Five Ways to Get Noticed (In a Good Way)

  | Rachel Stones


You’ve secured a coveted interview spot, now it’s time to put your best foot forward. From demeanor to dress, read on to learn ways to attract the attention you need to land the job.

Dress and Act for the Part
Poll results released by CareerBuilder this year reported that 51% of employers know within the first five minutes whether a candidate is a good fit for a role (on par with 50% and 49% reported the previous two years). Since it’s difficult to delve into the experience and skills that make you suitable for the position within those first five minutes, be sure your dress and demeanor are on target.

In most interviews, opt for business dress. This means a suit for men and dress slacks or skirt and blouse for women. In some environments, you may be able to get by with business casual attire, but be sure to research the company first to determine the typical employee wardrobe. In the same poll cited above, 49 percent of employers said inappropriate dress was one of their instant deal breakers.

In addition to attire, display good posture. Slouching in the interview chair doesn’t look appealing. Conversely sitting up straight can indicate you’re engaged in the interview. It’s also a good idea to keep eye contact. While you don’t want to have a staring contest, maintaining eye contact shows focus. When you avoid making eye contact it can make you seem shifty or insecure.

Project Confidence
If you’ve made it to the interview stage, then the hiring manager liked what they saw on your resume. Use this interview as an opportunity to elaborate and sell yourself for the position. Be confident in your skills and abilities.

If you’re not sure how to project confidence, practice. Have a friend or family member stage a mock interview. This can help you learn how to discuss your experience confidently without sounding insecure or arrogant.

Be on Time
Sounds simple, right? However, being late is continually cited as one of the most common interview mistakes. To avoid being late, make a plan before the scheduled interview time. Know where the interview is going to take place and how long it takes to travel there. Then plan on leaving for the interview at least 10 minutes early to account for any unforeseen issues that may arise (traffic, transportation delay, etc.).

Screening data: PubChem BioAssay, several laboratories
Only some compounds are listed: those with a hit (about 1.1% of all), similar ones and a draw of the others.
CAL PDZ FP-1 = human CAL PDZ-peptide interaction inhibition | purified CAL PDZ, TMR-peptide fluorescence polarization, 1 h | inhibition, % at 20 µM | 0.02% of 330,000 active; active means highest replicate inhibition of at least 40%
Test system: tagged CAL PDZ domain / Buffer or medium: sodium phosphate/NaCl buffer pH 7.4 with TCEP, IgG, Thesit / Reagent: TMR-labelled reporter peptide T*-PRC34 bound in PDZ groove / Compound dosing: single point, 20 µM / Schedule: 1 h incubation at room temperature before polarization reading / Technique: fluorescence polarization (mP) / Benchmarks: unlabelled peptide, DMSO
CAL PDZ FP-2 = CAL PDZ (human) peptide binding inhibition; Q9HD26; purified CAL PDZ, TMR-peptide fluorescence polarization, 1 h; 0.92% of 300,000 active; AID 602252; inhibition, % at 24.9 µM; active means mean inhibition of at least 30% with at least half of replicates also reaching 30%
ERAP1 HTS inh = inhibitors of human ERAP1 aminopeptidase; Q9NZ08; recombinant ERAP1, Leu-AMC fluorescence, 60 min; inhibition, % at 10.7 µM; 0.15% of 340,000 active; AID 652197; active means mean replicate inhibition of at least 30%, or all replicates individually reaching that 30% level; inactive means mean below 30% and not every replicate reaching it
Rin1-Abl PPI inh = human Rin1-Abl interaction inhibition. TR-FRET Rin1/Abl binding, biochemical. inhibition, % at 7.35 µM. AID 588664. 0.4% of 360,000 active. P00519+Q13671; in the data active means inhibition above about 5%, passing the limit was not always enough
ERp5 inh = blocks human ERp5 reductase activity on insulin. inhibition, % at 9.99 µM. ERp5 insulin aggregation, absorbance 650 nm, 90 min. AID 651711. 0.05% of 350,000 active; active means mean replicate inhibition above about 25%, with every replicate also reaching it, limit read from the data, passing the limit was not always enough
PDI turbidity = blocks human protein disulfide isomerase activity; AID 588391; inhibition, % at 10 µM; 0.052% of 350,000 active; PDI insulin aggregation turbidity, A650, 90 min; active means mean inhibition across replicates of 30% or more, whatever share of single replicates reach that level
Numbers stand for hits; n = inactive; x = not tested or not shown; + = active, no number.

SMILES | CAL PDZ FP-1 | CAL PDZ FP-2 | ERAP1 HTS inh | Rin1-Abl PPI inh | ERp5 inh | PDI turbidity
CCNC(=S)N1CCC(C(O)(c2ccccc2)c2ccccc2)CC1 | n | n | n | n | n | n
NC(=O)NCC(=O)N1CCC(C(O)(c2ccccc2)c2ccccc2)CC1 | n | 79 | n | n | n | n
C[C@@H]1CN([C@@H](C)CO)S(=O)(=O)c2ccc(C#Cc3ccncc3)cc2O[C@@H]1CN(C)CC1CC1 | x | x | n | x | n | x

Arriving early is best. It allows you to get comfortable in the interview environment. However, avoid being more than 10 minutes early. Doing so could interrupt the interview schedule.

Be Honest
Dishonesty was the number one instant deal breaker cited by employers in the above-mentioned poll.

Be truthful when answering questions and queries regarding your experience. Misconstruing the facts can hurt you and the employer and be grounds for termination if you’re hired.

Hiring managers also want honest answers to tough questions. When faced with, “what’s your biggest weakness?” be truthful. Hiring managers have heard all the rote answers. Asking this question might not even be for the answer itself, but to determine if you give an accurate portrayal of your workplace habits. They want to know you’re human. That said, it’s okay to follow up your weakness with the ways you’re working to overcome it.

Show Interest and Initiative
Once you’ve secured the interview spot, do your research. Read through the company’s website and familiarize yourself with their goals and vision. Study their products and services, paying attention to the areas of the company that are applicable to the role for which you’re interviewing. This knowledge will come across in the interview and show a hiring manager your initiative.

During your interview and following it, continue to show interest in the role and the company. During the interview, ask pertinent questions about the role and its responsibilities. When the interviewer has concluded with their questioning, express your interest in joining the company and inquire about the remainder of the hiring process and timeline.

After leaving the interview, immediately send off a thank you note to the interviewer for their time and consideration. You might also touch on why you feel you would be the best fit for the position, but be sure to keep it short and sweet. Following the appropriate amount of time, reach out to the hiring manager to follow up on the status of the hiring process.

Authors Bio: Rachel is a writer for the Built for Teams blog. She loves to offer tips and advice on everything from interviewing and resume building, to management and employee development. She also enjoys reading, cooking and creative writing.

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